ttc strike

Transit workers support TTC strike that could shut down Toronto

Though the TTC was optimistic that it could come to a deal with the 12,000 employees who've recently threatened strike action, the situation is not looking to great for the transit authority.

A whopping 98.28 per cent of workers in Amalgamated Transit Union (ATU) Local 113 voted in favour of strike on Friday, demonstrating an overwhelming support for walking off the job — which could, of course, have huge impacts on getting around the city.

"Our union's collective bargaining committee continues to be at the bargaining table with the TTC and has been working to get our members the fair and reasonable contract they deserve," the union of people who operate and maintain our transit network wrote in a press release Monday.

"For the first time since 2011, we have the opportunity to exercise our right to strike," the release continued.

"Our union's intention was always to work with the employer on negotiations to deliver a new and fair agreement. However, if no progress is being made and the TTC is refusing to see the perspective of transit workers, we must move forward with a full withdrawal of service."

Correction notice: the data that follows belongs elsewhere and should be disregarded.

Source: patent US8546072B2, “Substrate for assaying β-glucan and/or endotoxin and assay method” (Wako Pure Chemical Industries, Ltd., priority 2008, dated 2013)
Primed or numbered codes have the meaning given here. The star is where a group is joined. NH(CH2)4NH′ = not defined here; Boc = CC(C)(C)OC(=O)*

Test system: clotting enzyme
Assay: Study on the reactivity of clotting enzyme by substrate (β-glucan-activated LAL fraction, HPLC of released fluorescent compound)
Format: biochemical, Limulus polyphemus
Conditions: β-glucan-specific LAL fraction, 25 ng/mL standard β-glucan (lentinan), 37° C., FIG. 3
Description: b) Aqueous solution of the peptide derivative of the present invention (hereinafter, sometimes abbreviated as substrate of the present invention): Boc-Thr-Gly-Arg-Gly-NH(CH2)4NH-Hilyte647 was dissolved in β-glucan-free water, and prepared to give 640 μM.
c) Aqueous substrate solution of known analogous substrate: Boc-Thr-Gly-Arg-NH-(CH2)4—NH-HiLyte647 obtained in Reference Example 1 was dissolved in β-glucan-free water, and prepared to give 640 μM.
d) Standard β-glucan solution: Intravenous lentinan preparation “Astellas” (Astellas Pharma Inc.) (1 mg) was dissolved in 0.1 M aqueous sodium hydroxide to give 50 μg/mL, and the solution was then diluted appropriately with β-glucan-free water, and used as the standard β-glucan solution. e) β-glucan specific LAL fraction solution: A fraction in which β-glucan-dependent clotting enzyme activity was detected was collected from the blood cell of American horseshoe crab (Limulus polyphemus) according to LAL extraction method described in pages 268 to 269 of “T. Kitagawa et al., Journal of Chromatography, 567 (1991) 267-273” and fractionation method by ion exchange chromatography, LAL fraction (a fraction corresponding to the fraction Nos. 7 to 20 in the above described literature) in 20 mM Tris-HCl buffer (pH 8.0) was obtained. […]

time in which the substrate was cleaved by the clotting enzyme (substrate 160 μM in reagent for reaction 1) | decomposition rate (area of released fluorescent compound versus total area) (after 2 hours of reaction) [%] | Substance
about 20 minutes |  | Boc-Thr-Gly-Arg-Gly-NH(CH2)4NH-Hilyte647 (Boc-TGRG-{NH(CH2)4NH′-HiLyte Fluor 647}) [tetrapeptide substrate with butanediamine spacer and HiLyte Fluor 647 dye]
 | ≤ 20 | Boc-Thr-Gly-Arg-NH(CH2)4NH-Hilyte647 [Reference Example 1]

The collective agreement between the commission and the ATU arm, which hasn't gone on strike in more than 15 years, just expired on March 31.

Staffers are asking for higher wages, improved job security and better benefits, noting that higher-ups like CEO Rick Leary have been "routinely handing themselves double-digit raises," all while the TTC is "in decline."

They first announced that they'd taken preliminary steps towards strike action just two weeks ago, which followed last year's game-changing court decision to no longer declare the TTC an essential service.

In response to the ATU vote, the TTC has assured the public that the move "does not mean a strike is imminent" and that no strike deadline has been set.

"It's important to note that seeking support for a strike is a common part of the bargaining process," Leary said in a press release Monday. "The bargaining teams from ATU and the TTC remain at the table where they continue to negotiate a new collective agreement."

Leary added that the agency is "heartened" by its recent successes in securing fair deals with workers in CUPE Local 5089 (special constables and fare inspectors) and IAMAW Lodge 235 (millwrights, machinists, and other skilled shop employees)."

Lead photo by

Jed Dela Cruz/Unsplash

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